Meanwhile, even as Blankenship was getting attention for advertisements calling the U.S. Senate majority leader “Cocaine Mitch” and criticism for his related use of the phrase “China People,” CBS News was calling West Virginia’s primary race one of the big seven that could decide who controls the Senate.
The other Republican candidates in the race include Tom Willis, a lawyer and Green Beret; Jack Newbrough, a truck driver and Navy veteran; and Bo Copley, a laid off coal miner who challenged Hillary Clinton in 2016 during her campaign visit to West Virginia.
On the Democratic side, incumbent Joe Manchin racked up endorsements from groups like the United Mine Workers while taking on challenger Paula Jean Swearengin, a progressive and a coal miner’s daughter.
The intrigue over the Senate race was contributing to brisk activity in voting booths during the early voting period that ended Saturday.
Through Friday morning, 50,000 West Virginians had voted already, according to the Secretary of State’s office. Revised figures weren’t yet available Saturday evening.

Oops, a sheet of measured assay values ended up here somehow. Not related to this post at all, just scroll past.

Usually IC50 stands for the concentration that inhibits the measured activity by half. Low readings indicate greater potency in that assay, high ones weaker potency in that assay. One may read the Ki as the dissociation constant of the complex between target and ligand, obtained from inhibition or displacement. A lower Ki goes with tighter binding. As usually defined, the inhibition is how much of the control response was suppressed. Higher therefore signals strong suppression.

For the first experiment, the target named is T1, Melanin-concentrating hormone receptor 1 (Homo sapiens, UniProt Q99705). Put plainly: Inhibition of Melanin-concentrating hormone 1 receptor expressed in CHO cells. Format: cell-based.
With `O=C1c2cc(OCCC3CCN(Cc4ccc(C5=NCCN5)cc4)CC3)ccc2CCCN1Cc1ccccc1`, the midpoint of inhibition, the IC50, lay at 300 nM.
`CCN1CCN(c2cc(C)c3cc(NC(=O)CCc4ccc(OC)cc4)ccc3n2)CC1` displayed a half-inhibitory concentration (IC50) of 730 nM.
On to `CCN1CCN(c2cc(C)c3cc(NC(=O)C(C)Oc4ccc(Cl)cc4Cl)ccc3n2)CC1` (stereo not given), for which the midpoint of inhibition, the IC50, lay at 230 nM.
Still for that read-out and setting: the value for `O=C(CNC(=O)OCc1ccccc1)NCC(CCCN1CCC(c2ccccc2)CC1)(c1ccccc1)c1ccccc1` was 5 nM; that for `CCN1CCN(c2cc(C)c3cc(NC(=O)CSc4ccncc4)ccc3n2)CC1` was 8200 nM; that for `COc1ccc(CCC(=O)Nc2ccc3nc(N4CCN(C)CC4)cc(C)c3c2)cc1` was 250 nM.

Kanawha, the largest county in the state, continued to be active right through the end of early period with 6,569 early votes registered.
“The final tally is in, and the turnout exceeded expectations,” Kanawha County Commission President Kent Carper stated in a news release.
With 141,145 registered voters in Kanawha County, that still just represents 5 percent turnout.
The county reported that 3,724 early voters were registered Democrats and 1,906 early voters were Republicans.
Jenkins’ decision to run for U.S. Senate opened up a competitive race for the seat representing the 3rd Congressional District.
Republicans in the race include Delegate Carol Miller of Huntington, former state Republican Party Chairman Conrad Lucas of Huntington, Delegate Rupie Phillips of Man, Delegate Marty Gearheart of Bluefield and Dr. Ayne Amjad of Beckley.
Democrats include state Senator Richard Ojeda of Logan, Delegate Shirley Love of Oak Hill and Paul Davis, general manager and chief of the Tri-State Transit Authority, headquartered in Huntington.
Over the past few days, Miller and Lucas have been exchanging fire.
Her campaign sent out mailers labeling him as a Harvard-educated elitist.
He said she shouldn’t mock educational attainment. Lucas also challenged Miller to a one-on-one debate.
And in the WV-3 GOP House race —> a debate over a Harvard degree? https://t.co/VuLYBcV2bV
— Asma Khalid (@asmamk) May 3, 2018